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Photo: The Clinton status in Pristina. The graffiti behind him reads something like “No Negotiation. Self-determination!”

I stayed on a couple nights in Pristina before heading to Prizren, a city not far from the Macedonian border. There I found a family to host me for several days. The night I arrived was the night of the women’s soccer World Cup final. I was excited, and since the U.S. was competing my host asked his teenage son to take me into town to watch the match on TV. Imbrahim took me the long way—stopping often to show me off to his friends.  It was a perfect summer night so I didn’t mind. In Prizren’s small downtown we dropped in at a café to buy a quart of delicious boza (juice made from fermented corn or wheat) and lugged the heavy drink around the corner to a small bar.

Inside, a barman stood behind a counter that held no liquor. Three bulky TV monitors affixed to the ceiling flickered with indiscernible 8-bit text on black screens. And a handful of small tables and chairs left the room feeling empty.  Something else was different too. Seven or eight people lounged about the place, balanced on chairs or standing on tables–they were all children under fourteen.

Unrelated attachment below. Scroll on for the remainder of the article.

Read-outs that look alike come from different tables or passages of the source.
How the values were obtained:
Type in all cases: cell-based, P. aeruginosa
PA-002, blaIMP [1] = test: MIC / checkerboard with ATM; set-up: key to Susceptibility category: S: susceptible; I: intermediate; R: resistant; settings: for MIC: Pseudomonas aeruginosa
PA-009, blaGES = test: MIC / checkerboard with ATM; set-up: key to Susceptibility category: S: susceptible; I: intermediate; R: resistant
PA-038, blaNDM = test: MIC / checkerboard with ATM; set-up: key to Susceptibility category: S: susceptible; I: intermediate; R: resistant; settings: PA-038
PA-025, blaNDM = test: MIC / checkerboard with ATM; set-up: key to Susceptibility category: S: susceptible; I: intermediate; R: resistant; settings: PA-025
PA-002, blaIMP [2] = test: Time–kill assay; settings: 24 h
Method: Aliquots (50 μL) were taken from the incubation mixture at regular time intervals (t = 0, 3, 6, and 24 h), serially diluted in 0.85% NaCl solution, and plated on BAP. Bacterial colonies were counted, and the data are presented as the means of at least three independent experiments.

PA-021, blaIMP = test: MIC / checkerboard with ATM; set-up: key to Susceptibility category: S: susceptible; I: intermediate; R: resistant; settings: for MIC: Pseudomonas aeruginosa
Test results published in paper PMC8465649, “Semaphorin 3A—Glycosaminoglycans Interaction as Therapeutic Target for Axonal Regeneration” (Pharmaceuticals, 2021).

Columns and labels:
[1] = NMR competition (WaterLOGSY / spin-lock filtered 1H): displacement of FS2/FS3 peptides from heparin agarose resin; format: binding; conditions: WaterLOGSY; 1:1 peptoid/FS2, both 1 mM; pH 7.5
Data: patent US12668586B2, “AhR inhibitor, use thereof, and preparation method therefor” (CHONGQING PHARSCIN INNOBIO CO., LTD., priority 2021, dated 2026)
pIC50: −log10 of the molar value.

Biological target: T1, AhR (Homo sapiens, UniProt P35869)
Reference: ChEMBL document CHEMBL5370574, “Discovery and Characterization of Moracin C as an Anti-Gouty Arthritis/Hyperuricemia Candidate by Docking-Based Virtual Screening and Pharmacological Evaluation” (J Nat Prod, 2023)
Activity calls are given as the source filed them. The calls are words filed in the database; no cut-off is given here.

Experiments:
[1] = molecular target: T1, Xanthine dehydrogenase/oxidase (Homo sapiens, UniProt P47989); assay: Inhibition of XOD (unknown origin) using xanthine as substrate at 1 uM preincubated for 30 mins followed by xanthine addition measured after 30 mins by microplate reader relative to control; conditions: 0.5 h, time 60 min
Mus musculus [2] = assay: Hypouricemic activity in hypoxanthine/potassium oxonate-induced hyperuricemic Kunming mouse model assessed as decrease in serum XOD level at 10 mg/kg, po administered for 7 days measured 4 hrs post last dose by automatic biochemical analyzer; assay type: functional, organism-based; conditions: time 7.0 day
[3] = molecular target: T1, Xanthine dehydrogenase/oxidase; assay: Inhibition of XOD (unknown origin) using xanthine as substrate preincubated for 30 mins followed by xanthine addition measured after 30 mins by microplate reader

Ibrahim pointed me to a chair and went over to ask the barman to call up my channel. A skinny ten-year-old kid sat down with me. “America,” he said.

“Yup,” I replied, inferring that he didn’t speak English. When traveling for long periods in countries where you don’t speak the language, you learn to rely a lot on unspoken gestures you might never use back home. I’d taken to winking, and so I winked.

Ibrahim came over with some cups and poured the boza. The kids began to gather around and chatter.

I found myself wondering what sort of odd bar this was. For starters, it didn’t sell liquor. One TV was running odds, and the other was playing a football match.  As it turned out, the place was not a bar but a casino. Barca, Tottenham, Man U. The kids placed bets of a dollar or two on this or that game, spending some unknown allowance, and the barman ran the bets. I sat and scanned the place, feeling like an outsider amongst Lost Boys.

A chubby older kid of about fourteen with badly chapped lips sat down beside me.  He spoke clear English and said there were 47 casinos in Prizren. I said that I thought that was pretty remarkable for a town of 180,000. He gestured at the other kids and frowned.

“Bad kids,” he said. “I go school. They don’t go school.”

One boy had spilled a handful of coins on the floor. He looked about ten, with a big smile and lots of energy. He was a handsome kid, but very filthy. As he collected the coins I asked Chapped Lips about him.